10 U.S. Soldiers Are Killed in Afghan Helicopter Crash

By CARLOTTA GALL

New York Times

May 6, 2006

KABUL, Afghanistan, May 6 Ten American soldiers were killed when their helicopter crashed Friday in eastern Afghanistan, near the Pakistani border, the United States military said Saturday.

The crash took place close to a landing zone and was not caused by hostile fire, a military spokeswoman, Lt. Tamara Lawrence, said. The bodies were being recovered Saturday, she said, and an investigation into the cause was under way.

The soldiers were among 2,500 coalition and Afghan forces taking part in an offensive operation in a remote part of Kunar Province, about 150 miles east of the capital, Kabul. Insurgents are thought to be based in the region, and the military has been flying soldiers into high mountain ridges there to cut off escape routes.

Forces of the Taliban and Al Qaeda have joined mujahedeen groups in the area who are loyal to a renegade commander, Gulbuddin Hekmatyar. The insurgents have been attacking coalition and government forces, mostly with remote-controlled mine explosions on the mountain roads. Four United States soldiers were killed there on March 12.

The area, in the Korengal Valley, has been one of the most dangerous for the United States-led coalition and Afghan forces. It is across the border from a Pakistani region where Osama bin Laden and his deputy, Ayman al-Zawahiri, are thought to be hiding.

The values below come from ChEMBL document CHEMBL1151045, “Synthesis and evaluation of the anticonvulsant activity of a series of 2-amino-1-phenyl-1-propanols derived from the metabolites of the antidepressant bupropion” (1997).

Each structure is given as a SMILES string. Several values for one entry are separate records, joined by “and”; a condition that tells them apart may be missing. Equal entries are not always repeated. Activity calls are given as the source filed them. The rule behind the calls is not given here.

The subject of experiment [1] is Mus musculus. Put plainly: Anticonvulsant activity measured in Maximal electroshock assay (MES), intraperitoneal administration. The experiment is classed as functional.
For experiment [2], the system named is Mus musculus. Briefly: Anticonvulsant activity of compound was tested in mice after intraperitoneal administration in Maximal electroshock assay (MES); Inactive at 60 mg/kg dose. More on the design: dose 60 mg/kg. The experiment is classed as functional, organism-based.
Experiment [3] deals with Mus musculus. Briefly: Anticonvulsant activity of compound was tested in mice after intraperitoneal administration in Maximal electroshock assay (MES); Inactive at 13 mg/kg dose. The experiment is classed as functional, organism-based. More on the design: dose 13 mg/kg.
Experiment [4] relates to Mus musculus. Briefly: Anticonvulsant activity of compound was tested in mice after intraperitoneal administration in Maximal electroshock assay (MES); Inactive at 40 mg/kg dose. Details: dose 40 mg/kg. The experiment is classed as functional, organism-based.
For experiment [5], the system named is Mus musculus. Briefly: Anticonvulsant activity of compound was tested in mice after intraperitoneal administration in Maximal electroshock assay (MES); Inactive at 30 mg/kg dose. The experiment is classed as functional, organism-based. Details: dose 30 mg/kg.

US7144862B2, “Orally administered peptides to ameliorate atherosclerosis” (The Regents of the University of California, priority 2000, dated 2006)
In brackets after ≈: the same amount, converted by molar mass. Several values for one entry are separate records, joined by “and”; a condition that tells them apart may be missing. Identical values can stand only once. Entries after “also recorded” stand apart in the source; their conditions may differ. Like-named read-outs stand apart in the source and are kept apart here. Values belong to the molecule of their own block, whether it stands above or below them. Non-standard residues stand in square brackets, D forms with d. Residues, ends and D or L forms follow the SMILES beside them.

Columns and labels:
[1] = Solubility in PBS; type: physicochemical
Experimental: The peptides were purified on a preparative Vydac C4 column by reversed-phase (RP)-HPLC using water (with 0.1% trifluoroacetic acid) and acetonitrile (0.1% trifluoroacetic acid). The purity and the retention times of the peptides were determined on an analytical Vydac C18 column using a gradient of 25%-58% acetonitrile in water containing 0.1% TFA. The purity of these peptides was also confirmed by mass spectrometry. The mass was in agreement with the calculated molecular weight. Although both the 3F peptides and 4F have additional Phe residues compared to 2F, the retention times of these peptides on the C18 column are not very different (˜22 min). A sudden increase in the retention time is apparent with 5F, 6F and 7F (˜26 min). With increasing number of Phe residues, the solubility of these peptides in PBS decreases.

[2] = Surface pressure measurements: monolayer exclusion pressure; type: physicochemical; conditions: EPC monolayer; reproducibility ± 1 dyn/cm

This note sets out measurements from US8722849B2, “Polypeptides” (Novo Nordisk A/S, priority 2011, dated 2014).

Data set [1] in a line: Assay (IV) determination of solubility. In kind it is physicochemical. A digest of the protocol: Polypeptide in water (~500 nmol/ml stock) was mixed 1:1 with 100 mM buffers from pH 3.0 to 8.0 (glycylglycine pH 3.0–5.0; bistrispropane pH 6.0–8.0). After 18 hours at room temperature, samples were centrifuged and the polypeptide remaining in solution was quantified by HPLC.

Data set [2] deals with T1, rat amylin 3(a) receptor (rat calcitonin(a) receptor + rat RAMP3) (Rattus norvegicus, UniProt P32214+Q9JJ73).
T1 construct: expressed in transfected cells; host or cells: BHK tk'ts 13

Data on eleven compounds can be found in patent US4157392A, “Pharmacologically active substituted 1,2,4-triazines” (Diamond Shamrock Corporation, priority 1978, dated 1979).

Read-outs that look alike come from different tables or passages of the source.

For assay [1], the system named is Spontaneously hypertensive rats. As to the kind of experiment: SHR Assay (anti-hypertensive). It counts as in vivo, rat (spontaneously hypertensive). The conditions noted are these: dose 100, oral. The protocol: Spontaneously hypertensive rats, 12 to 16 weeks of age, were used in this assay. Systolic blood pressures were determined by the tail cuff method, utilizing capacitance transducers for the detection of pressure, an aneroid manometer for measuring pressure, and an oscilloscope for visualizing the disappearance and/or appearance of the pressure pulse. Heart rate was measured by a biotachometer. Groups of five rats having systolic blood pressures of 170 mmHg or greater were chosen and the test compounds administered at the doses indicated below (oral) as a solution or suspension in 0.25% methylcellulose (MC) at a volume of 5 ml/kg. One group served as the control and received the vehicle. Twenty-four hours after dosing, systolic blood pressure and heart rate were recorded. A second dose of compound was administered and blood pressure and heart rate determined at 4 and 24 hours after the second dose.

Friday's crash brings to 25 the number of American soldiers killed this year in Afghanistan, where a coalition force of about 20,000 is active. In 2005, 84 American service members were killed, the highest number in any year since military operations began in Afghanistan in 2001.

A Taliban spokesman, Qari Yousuf Ahmadi, claimed responsibility for Friday's crash when he was contacted by telephone, saying Taliban fighters had shot down the helicopter, a Chinook transport. "Whenever we shoot them down, they announce it as a technical problem," he said of the coalition forces. "This is their propaganda." But Lieutenant Lawrence said Saturday that so far there was no indication of hostile fire. People on the ground at a landing zone near where the helicopter crashed as well as people aboard other aircraft in the air at the time of the crash did not see any signs of fire, she said.

Insurgents used shoulder-held rocket-propelled grenade launchers to shoot down two American military helicopters last year. One helicopter was carrying 16 people, including eight Navy Seal commandos, and went down in Kunar Province in July. The second, with five American service members on board, was shot down in September in Zabul Province, in southeast Afghanistan.

In the Zabul crash, the United States at first said hostile fire was not involved, but investigators later confirmed that the helicopter had been shot down.

At a news briefing in Kabul on Saturday, Henry A. Crumpton, the American coordinator for counter terrorism, said he believed that Mr. bin Laden was hiding on the Pakistani side of the border. "We are very confident that he is along the Afghan-Pakistan border somewhere," Mr. Crumpton said while on a visit to Pakistan and Afghanistan. He said there was "a higher probability that he is on the Pakistan side, but no guarantee of that." He added that Pakistan was still not doing enough to deny Taliban forces safe sanctuary in the Pakistani border areas.